Euthanasia and physician-assisted suicide are common practice in the Netherlands. In response to increasing requests from patients to end their lives, physicians are finding themselves placed in particularly precarious situations because of advance directives written by patients suffering from severe dementia. In April 2020, the Supreme Court of the Netherlands issued two judgments in the so-called Dormicum case: a case involving the deliberate termination of the life of a 74-year-old woman suffering from advanced dementia by a geriatrician in a nursing home in The Hague. The judgment of the lower criminal court was upheld, but the sanction imposed by the appellate disciplinary court was quashed. In this paper, the author reviews the two Supreme Court rulings, argues that both are fundamentally flawed and raises questions as to what they mean for Dutch criminal law, physicians, and patients going forward.
Care arrangements in which live-in migrant carers care for older people in private households are a growing phenomenon in European countries. This chapter explores the role of money in the emergence and functioning of these arrangements. Comparing Germany and the Netherlands, it combines a governance approach and a coping strategies approach to shed light on the part played by money and financial considerations at different levels. The chapter examines first how laws and policies aimed at ensuring financial sustainability of long-term care systems have provided incentives for the employment of migrant carers in both countries. The emergence of live-in migrant carer arrangements may be an unintended effect of such policies, but policymakers may also tacitly accept the often semi-legal nature of these arrangements as it helps to solve care deficit problems at a low cost for the public budget. Second, the chapter examines the role of financial considerations in the decision-making processes of families making use of these arrangements. How are financial considerations balanced against the quality of the care and the quality of the migrant carers’ working conditions?
Over time, the seven models discussed in the first chapter have undergone modifications and hybridization processes. Each single national system can therefore be described as a patchwork that comprises different subsystems and organizational logics. The purpose of the second chapter is therefore to think about the organizational variants and criteria through which hybrid systems are designed. The fundamental concept of segmentation of healthcare systems is introduced, according to which each national system can be broken down into subsystems, to which different models are applied. To better understand the different forms of segmentation, some examples will be given. The healthcare financing systems adopted in the Netherlands, France, Germany and the United States are briefly outlined. The final section compares the twenty-seven countries covered in this analysis. For each individual national system, not only the prevailing financing model is indicated but also the “ancillary” models used.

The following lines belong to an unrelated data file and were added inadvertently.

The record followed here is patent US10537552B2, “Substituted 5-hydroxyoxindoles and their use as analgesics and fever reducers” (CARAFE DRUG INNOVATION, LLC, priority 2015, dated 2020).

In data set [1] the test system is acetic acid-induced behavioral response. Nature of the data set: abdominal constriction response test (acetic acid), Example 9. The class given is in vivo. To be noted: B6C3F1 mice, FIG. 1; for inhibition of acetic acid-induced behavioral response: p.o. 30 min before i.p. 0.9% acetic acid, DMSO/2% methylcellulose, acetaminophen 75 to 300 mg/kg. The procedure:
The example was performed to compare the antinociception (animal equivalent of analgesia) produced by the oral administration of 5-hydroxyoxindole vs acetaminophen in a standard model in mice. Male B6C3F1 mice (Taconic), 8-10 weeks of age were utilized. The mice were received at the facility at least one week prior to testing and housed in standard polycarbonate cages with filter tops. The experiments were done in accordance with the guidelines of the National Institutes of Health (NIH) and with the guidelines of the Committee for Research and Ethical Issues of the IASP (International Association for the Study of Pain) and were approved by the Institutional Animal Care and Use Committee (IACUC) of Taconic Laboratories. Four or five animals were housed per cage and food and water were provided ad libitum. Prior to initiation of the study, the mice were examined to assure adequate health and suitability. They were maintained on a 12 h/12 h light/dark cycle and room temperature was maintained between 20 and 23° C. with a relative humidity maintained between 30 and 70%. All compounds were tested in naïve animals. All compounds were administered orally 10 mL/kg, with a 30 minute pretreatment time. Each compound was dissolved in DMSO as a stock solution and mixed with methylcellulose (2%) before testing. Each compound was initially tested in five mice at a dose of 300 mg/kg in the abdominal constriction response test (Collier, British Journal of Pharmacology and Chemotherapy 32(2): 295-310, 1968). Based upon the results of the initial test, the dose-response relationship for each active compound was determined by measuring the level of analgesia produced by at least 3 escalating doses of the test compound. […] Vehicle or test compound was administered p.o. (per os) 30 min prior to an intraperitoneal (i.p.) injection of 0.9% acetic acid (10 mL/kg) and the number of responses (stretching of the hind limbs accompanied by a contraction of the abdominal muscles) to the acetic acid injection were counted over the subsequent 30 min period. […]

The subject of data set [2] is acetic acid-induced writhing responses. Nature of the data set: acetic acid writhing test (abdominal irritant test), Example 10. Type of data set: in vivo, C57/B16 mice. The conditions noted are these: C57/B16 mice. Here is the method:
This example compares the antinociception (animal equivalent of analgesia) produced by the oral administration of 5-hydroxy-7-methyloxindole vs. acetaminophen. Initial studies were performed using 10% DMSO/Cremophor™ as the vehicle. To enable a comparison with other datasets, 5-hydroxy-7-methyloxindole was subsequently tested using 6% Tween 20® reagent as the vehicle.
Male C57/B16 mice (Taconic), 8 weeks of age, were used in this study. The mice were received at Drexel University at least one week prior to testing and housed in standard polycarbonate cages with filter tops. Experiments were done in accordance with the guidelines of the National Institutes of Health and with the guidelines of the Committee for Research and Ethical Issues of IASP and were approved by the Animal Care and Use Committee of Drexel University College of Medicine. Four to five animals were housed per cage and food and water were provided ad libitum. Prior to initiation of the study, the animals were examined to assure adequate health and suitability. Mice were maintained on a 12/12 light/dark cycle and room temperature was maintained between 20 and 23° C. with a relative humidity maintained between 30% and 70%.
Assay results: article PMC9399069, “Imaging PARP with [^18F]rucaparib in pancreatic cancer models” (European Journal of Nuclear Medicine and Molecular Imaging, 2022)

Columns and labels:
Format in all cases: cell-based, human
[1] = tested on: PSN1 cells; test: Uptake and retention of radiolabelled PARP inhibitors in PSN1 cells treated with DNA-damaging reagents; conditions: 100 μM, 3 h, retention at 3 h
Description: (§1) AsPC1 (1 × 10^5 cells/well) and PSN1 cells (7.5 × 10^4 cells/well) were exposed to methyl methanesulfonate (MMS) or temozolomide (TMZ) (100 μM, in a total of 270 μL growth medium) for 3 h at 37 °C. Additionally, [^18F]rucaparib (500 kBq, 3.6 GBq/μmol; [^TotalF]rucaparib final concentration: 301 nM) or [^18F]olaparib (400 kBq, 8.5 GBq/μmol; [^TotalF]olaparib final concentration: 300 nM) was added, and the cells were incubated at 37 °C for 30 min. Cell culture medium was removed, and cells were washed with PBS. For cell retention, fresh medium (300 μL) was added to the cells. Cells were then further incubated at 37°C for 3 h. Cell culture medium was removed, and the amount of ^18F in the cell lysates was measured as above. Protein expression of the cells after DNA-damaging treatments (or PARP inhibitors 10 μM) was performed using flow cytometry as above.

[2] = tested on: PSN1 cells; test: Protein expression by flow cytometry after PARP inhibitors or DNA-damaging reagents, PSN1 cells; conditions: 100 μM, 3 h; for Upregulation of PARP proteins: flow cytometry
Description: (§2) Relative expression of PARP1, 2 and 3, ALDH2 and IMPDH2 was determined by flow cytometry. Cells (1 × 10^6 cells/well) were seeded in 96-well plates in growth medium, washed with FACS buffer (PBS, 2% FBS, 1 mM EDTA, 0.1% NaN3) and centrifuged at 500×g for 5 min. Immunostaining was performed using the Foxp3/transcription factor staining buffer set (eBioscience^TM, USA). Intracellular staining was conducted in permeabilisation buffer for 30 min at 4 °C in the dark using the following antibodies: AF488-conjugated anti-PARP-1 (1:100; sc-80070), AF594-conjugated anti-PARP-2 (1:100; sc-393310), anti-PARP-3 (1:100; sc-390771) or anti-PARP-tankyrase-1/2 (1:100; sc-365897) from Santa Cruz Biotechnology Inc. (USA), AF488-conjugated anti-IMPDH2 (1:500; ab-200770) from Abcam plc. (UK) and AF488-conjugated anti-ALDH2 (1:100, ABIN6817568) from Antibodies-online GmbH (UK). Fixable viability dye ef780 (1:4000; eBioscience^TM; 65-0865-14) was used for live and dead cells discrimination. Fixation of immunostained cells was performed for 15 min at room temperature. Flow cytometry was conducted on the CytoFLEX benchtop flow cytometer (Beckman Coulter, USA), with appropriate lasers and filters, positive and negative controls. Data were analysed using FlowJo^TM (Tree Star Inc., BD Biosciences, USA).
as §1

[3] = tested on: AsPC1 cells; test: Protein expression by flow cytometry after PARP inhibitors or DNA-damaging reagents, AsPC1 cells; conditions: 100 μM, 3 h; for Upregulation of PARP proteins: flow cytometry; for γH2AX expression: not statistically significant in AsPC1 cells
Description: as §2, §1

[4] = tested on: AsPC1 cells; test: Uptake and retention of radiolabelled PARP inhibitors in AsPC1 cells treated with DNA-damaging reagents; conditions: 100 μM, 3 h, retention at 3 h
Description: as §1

The Netherlands has few financial barriers to access mental healthcare. However, in 2012, a sharp rise in co-payments was introduced.
We tested whether these increased co-payments coincided with less guideline-recommended continuous out-patient psychiatric care and more crisis interventions for patients with bipolar disorder.
A retrospective longitudinal cohort study on a health insurance registry was performed to examine trends, and deviations from these trends, in the healthcare received by patients with bipolar disorder. Deviations of trends were tested by time-series analyses (autoregressive integrated moving average). Subsequently, the relationship between significant deviations of trends and rise in co-payments was examined. Outcome measures were the level of standard out-patient care (out-patient psychiatric care and/or medication), crisis psychiatric care and somatic care.
The cohort comprised 3210 patients. During follow-up, the use of psychiatric care decreased and somatic care increased. The high rise in co-payments from 2012 onward coincided with decreases in standard out-patient care and increases in medication-only treatment, crisis psychiatric care and somatic care. Crisis intervention was highest when patients received only bipolar disorder medication. Patients receiving continuous standard out-patient care (62%) had less crisis intervention compared with the other patients.